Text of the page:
PRINT THIS ARTICLE
Financial Sector Leads Broader Stock Market02/25/09 10:08:03 AM
by Alan R. Northam
There are many ways to determine if the stock market is at or near a major market bottom. One way is by looking at the financial sector. Turns in the financial sector normally lead turns in the broader stock market.
|Before the stock market can make a significant recovery, at least three things need to occur. First of all, there needs to be consumer confidence before those consumers start to loosen their purse strings. On January 27, I wrote an article discussing how comparing the consumer staple index to the consumer cyclical index can help in determining this confidence by consumers. Second, retail spending needs to increase. On January 29, I wrote an article that showed that the retail market sector still had further to go on the downside. And the third thing that needs to happen is that the financial market sector needs to turn upward. The financial market sector typically leads the broader stock market. Therefore, if we can determine that the financial sector has turned upward, we then know that the stock market is not far behind in turning upward as well. Today, I'm looking at the current technical situation of the financial market sector.|
|Figure 1 shows the daily bar chart of the Financial Select Sector SPDR (XLF). This chart shows that over the last four months, XLF has been in the process of forming a falling wedge trading pattern. Falling wedges are rare and normally occur at or near the end of a trend. As such, this falling wedge is foretelling the end of the current downward trend for the financial market sector. In terms of the Elliott wave theory, these falling wedges are called ending diagonals. The Elliott wave theory suggests that there will be a final leg downward that will penetrate the lower support boundary line of the ending diagonal. By looking at the chart, we can see that XLF is currently testing this lower support boundary line.|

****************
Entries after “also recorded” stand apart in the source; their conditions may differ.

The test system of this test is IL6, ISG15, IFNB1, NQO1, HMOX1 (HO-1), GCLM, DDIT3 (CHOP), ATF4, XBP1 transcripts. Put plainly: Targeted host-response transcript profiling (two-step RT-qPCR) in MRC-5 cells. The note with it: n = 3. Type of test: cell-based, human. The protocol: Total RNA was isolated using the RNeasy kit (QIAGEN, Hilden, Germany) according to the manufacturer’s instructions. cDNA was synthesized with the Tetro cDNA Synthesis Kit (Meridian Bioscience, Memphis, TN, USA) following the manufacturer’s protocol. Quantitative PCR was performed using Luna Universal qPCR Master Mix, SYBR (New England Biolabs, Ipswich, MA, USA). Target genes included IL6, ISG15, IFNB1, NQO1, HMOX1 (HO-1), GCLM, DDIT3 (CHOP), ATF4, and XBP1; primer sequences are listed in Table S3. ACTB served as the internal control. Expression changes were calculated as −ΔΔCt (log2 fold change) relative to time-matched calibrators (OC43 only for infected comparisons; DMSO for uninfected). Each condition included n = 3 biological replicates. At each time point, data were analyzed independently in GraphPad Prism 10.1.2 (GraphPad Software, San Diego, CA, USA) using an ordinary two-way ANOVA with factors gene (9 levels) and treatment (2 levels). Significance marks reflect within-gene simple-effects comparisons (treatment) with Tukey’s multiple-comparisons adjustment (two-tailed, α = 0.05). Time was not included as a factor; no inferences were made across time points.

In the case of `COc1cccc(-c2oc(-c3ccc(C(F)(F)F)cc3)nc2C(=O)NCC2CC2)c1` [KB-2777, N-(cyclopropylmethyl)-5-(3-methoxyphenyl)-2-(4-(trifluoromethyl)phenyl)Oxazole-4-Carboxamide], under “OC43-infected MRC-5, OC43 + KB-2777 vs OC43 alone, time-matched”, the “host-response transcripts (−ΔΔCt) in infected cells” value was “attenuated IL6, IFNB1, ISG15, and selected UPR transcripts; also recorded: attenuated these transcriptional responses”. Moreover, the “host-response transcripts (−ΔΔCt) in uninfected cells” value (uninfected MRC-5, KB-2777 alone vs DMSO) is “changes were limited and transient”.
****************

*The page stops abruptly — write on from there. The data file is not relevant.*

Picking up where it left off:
|FIGURE 1: XLF, DAILY. This chart shows a falling wedge trading pattern that normally occurs at the end of a trend. This chart also show the accumulation/distribution indicator below the price chart.|
|Graphic provided by: StockCharts.com.|
|To determine just how low we should expect XLF to fall if it successfully breaks out below the lower support boundary line of the falling wedge formation, note that the symmetrical triangle that has formed within the boundary of the larger falling wedge. Note further that XLF has broken out to the downside of this symmetrical triangle. To measure the extent of the move down from the breakout of a symmetrical triangle, it is normal to project the widest distance of the triangle from the breakout point. I have identified that the widest price difference of the symmetrical triangle with two red arrows. Projecting this price difference from the breakout price of the symmetrical triangle yields a price target of $6.00. This, then, is the expected price target of the complete move downward for XLF.|
|To further help support the analysis that XLF is on the verge of completing its move downward, I have shown the accumulation/distribution indicator. The accumulation/distribution indicator measures volume. The basic premise behind this volume indicator is that volume precedes price. Many times before price starts to advance, there will be a period in which volume increases just prior to price. Looking at the accumulation/distribution indicator with respect to XLF, as price continues to move lower, the accumulation/distribution indicator has been moving upward by forming higher lows. This indicator is informing us that volume is increasing and we should expect price to follow suit in the not-too-distant future. From a technical analysis viewpoint, this is called a bullish divergence. Bullish divergences are often found at the end of a trend and in themselves forewarn of a pending change in the direction of the trend.|
|In conclusion, XLF looks to be forming a falling wedge trading pattern that is foretelling the end of the downward trend in the financial market sector. A final leg downward to the price target of $6.00 is expected and will mark the end of the trend. Once the financial sector has bottomed and turned upward, we can then expect the broader stock market to follow suit within the next several months.|
Alan R. Northam
Alan Northam lives in the Dallas, Texas area and as an electronic engineer gave him an analytical mind from which he has developed a thorough knowledge of stock market technical analysis. His abilities to analyze the future direction of the stock market has allowed him to successfully trade of his own portfolio over the last 30 years. Mr. Northam is now retired and trading the stock market full time. You can reach him at firstname.lastname@example.org or by visiting his website at http://www.tradersclassroom.com. You can also follow him on Twitter @TradersClassrm.
here for more information about our publications!
PRINT THIS ARTICLE
Date: 03/03/09Rank: 5Comment: